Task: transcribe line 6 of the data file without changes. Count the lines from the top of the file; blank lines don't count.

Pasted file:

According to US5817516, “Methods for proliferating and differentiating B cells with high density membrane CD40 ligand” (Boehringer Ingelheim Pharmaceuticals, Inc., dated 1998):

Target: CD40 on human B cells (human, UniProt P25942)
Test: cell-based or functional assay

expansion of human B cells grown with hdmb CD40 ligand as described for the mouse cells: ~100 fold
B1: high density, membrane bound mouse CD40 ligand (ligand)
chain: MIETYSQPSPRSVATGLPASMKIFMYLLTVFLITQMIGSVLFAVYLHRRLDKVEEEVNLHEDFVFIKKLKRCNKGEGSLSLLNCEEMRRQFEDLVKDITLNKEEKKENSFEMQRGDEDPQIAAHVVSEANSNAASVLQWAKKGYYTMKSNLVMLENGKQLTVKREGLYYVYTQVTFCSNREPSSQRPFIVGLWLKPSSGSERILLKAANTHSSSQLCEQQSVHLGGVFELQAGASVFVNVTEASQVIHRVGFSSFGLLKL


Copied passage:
chain: MIETYSQPSPRSVATGLPASMKIFMYLLTVFLITQMIGSVLFAVYLHRRLDKVEEEVNLHEDFVFIKKLKRCNKGEGSLSLLNCEEMRRQFEDLVKDITLNKEEKKENSFEMQRGDEDPQIAAHVVSEANSNAASVLQWAKKGYYTMKSNLVMLENGKQLTVKREGLYYVYTQVTFCSNREPSSQRPFIVGLWLKPSSGSERILLKAANTHSSSQLCEQQSVHLGGVFELQAGASVFVNVTEASQVIHRVGFSSFGLLKL